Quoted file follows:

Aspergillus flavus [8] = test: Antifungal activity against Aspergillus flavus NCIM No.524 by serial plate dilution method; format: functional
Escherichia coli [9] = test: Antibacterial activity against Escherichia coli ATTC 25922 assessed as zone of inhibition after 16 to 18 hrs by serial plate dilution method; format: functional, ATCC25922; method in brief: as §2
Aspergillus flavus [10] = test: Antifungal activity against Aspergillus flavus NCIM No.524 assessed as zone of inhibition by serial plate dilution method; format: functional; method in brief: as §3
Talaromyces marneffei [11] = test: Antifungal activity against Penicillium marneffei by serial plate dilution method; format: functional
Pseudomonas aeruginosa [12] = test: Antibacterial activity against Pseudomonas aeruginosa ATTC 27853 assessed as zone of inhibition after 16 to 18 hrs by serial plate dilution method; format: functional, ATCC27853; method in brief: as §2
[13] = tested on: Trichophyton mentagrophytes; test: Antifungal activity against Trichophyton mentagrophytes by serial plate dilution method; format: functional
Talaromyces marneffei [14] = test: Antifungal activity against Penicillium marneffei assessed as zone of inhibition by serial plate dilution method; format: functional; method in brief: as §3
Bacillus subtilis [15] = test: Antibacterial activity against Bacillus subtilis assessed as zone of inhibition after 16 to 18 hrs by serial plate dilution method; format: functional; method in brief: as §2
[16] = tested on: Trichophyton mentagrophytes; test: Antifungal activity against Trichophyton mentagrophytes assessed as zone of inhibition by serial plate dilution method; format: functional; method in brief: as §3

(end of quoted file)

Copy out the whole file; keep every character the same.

Aspergillus flavus [8] = test: Antifungal activity against Aspergillus flavus NCIM No.524 by serial plate dilution method; format: functional
Escherichia coli [9] = test: Antibacterial activity against Escherichia coli ATTC 25922 assessed as zone of inhibition after 16 to 18 hrs by serial plate dilution method; format: functional, ATCC25922; method in brief: as §2
Aspergillus flavus [10] = test: Antifungal activity against Aspergillus flavus NCIM No.524 assessed as zone of inhibition by serial plate dilution method; format: functional; method in brief: as §3
Talaromyces marneffei [11] = test: Antifungal activity against Penicillium marneffei by serial plate dilution method; format: functional
Pseudomonas aeruginosa [12] = test: Antibacterial activity against Pseudomonas aeruginosa ATTC 27853 assessed as zone of inhibition after 16 to 18 hrs by serial plate dilution method; format: functional, ATCC27853; method in brief: as §2
[13] = tested on: Trichophyton mentagrophytes; test: Antifungal activity against Trichophyton mentagrophytes by serial plate dilution method; format: functional
Talaromyces marneffei [14] = test: Antifungal activity against Penicillium marneffei assessed as zone of inhibition by serial plate dilution method; format: functional; method in brief: as §3
Bacillus subtilis [15] = test: Antibacterial activity against Bacillus subtilis assessed as zone of inhibition after 16 to 18 hrs by serial plate dilution method; format: functional; method in brief: as §2
[16] = tested on: Trichophyton mentagrophytes; test: Antifungal activity against Trichophyton mentagrophytes assessed as zone of inhibition by serial plate dilution method; format: functional; method in brief: as §3